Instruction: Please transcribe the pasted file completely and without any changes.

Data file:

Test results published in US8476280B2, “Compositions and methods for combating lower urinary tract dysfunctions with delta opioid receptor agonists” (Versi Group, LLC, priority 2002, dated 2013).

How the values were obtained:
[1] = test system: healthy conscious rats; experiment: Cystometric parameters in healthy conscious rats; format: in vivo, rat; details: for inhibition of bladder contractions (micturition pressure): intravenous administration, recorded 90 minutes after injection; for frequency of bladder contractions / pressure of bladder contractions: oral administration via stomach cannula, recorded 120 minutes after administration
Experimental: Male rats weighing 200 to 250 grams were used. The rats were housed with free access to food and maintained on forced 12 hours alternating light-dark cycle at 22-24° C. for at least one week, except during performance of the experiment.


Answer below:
Test results published in US8476280B2, “Compositions and methods for combating lower urinary tract dysfunctions with delta opioid receptor agonists” (Versi Group, LLC, priority 2002, dated 2013).

How the values were obtained:
[1] = test system: healthy conscious rats; experiment: Cystometric parameters in healthy conscious rats; format: in vivo, rat; details: for inhibition of bladder contractions (micturition pressure): intravenous administration, recorded 90 minutes after injection; for frequency of bladder contractions / pressure of bladder contractions: oral administration via stomach cannula, recorded 120 minutes after administration
Experimental: Male rats weighing 200 to 250 grams were used. The rats were housed with free access to food and maintained on forced 12 hours alternating light-dark cycle at 22-24° C. for at least one week, except during performance of the experiment.